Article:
Smashing Podcast Episode 65 Featuring Alex Older: How Do You Organize a Grassroots Conference?
Drew is a seasoned Staff Engineer with a focus on Frontend at Snyk. He is also a co-founder of Notist and the compact content management system, Perch. Before this, … More about Drew ↬
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In this discussion, we delve into the organization of grassroots conferences and meet-ups. What does it entail to set up a small-scale industry event for your community? Drew McLellan engages in a conversation with WDC’s Alex Older to uncover the details.
Please note: This episode of The Smashing Podcast is not sponsored by any entity. However, our guest, Alex, has kindly provided listeners with a 10% discount on tickets to WebDevConf. If you can make it to Bristol for the conference, visit webdevconf.com for tickets and use the code 'smashing' to avail your discount. Thanks, Alex!
Drew: Our guest today is a full stack developer and the founder of the development agency, Bluefly Digital, based in the UK. He is also the founder and main organizer of the UK’s longest-running web design conference, WDC, which is now in its 14th year. This makes him an ideal candidate for our discussion today. Besides being a successful developer, business owner, and conference organizer, did you know he invented the pork jam roly-poly? Let's welcome Alex Older. Hi, Alex. How are you?
Alex Older: Hi, Drew. I’m good. I’m smashing.
Drew: That's great to hear. Congratulations on the upcoming 14th year of WDC…
Alex: [inaudible] facts are wrong there.
Drew: My facts are wrong? Oh…
Alex: It might be the 14th event, but it’s been running since 2007.
Drew: Okay. So we should be saying the 14th edition of WDC.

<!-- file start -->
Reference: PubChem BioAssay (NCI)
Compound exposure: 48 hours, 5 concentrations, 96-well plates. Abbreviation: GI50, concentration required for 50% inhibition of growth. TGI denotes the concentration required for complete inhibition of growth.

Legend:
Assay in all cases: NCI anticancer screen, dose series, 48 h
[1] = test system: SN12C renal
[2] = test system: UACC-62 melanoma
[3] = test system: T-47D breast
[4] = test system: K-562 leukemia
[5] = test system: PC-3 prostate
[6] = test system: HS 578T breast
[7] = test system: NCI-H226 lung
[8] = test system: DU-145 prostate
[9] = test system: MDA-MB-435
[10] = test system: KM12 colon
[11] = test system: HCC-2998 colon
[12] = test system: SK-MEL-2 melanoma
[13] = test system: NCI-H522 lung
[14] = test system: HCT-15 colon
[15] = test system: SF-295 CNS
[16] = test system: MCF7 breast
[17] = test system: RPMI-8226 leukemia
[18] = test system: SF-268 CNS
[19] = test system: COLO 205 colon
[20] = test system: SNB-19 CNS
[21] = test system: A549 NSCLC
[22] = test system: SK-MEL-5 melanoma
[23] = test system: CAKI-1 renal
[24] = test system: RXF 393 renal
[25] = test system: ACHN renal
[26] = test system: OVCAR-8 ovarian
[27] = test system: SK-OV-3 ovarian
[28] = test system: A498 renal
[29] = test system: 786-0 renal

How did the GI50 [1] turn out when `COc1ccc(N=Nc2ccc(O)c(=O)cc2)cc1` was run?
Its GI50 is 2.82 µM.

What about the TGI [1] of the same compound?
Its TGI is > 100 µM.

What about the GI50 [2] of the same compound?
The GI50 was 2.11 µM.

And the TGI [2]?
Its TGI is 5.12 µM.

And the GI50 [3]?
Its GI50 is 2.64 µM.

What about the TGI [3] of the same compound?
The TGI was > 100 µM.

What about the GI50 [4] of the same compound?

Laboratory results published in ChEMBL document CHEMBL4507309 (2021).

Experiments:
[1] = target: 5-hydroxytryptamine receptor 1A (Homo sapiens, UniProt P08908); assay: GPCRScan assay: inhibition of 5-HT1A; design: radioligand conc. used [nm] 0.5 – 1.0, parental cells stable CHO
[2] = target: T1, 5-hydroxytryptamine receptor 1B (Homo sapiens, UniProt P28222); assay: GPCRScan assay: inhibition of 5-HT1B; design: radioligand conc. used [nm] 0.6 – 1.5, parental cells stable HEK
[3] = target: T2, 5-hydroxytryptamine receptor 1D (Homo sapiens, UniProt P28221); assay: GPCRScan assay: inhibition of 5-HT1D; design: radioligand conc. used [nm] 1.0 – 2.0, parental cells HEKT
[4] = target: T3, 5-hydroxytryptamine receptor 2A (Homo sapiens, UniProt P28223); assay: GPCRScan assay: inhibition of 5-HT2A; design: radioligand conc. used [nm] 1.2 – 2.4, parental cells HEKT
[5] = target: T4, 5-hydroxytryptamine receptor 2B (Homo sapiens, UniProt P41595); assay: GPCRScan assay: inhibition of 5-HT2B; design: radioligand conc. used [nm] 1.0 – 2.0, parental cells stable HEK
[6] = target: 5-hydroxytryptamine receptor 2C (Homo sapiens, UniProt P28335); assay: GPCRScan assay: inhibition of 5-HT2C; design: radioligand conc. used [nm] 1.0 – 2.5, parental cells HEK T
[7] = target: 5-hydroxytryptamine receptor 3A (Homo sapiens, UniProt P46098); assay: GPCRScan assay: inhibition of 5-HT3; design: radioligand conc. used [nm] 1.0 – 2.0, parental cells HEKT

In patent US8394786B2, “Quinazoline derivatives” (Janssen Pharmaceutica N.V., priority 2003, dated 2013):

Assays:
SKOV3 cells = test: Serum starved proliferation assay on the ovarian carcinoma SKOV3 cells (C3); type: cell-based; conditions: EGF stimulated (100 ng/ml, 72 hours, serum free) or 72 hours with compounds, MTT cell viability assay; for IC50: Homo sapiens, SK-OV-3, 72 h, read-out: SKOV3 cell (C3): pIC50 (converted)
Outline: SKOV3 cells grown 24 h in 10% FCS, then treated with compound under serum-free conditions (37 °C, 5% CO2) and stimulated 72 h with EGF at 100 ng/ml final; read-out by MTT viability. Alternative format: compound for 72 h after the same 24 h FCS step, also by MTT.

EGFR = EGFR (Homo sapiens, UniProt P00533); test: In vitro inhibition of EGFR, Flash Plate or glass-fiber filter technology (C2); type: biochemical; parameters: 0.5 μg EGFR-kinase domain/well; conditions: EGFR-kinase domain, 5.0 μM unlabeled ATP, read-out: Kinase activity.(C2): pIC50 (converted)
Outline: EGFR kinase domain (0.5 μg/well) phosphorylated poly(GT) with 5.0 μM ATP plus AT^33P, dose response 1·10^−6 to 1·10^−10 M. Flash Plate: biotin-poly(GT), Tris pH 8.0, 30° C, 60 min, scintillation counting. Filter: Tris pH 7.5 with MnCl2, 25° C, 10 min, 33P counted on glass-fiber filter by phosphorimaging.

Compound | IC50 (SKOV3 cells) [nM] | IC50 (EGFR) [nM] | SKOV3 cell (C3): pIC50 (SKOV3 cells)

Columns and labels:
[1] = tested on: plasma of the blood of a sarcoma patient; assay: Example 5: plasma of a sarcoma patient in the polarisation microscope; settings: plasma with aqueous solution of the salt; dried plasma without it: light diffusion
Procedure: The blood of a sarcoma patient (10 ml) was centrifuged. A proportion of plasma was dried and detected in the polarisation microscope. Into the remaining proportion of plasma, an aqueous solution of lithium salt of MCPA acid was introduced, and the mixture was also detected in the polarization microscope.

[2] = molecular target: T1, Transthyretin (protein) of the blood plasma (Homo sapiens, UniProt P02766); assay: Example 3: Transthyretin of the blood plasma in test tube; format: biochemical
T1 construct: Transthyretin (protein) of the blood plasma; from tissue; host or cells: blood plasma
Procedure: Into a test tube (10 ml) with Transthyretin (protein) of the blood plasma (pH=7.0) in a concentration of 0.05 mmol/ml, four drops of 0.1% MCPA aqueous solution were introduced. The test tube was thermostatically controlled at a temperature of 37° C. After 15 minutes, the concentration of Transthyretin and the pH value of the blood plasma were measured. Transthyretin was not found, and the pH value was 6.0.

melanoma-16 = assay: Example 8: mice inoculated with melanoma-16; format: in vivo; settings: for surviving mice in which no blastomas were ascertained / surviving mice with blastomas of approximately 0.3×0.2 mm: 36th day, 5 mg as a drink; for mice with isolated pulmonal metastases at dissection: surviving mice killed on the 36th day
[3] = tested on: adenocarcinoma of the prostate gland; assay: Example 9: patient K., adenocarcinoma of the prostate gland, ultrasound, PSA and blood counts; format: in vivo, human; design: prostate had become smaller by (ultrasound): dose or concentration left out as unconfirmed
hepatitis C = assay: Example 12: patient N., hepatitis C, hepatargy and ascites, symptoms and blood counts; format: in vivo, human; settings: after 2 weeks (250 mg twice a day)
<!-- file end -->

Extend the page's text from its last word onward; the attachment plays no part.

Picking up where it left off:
Alex: Yeah. Absolutely.
Drew: Okay. My introduction was incorrect due to my inadequate research, but I think we’ll get away with it. But your 14th edition this October.
Drew: For those unfamiliar, it’s a local event, but its influence is felt across the region and the UK. Correct me if I’m wrong, but you have a day of workshops, followed by a conference day, or at least you have in the past?
Alex: We have done in the past. What I’ve found is that, while it’s great to do workshops, it can be quite challenging to find topics that appeal to a broad audience. I’ve seen it work for events and conferences that are very focused in one area. So if it’s a WordPress conference or a design systems conference, a workshop related to that works a lot better than stuff for WDC, because it’s very general.
Drew: Yeah. It’s a broad subject area, isn’t it? So finding enough people who want to focus down on a small bit for a workshop is trickier.
Drew: Yeah. That makes sense. I remember a few years back, I attended one of your workshops, I think it was a node workshop with Jack Franklin, which was great. I learned a lot that day. That was brilliant. These days you’re sticking to just the main conference day?
Alex: Yeah. So last year because of various things, we hadn’t done an event for a few years, so we decided to come back with a bang and do two days, which was nice because it meant we could get lots of people to come and speak for it, and it drew a slightly different crowd as well, which was quite nice. But the organizing headache of it all, I was like, “No, I’m just going to do one day.” It’s a lot nicer just to manage one day with eight speakers than it is to try and manage two days with 16 speakers, because it doubles all the worry.
Drew: Yes. So what was it that spurred you to start this in the first place? Where did the idea come from?
Alex: So I started… This is where I realized how old I am...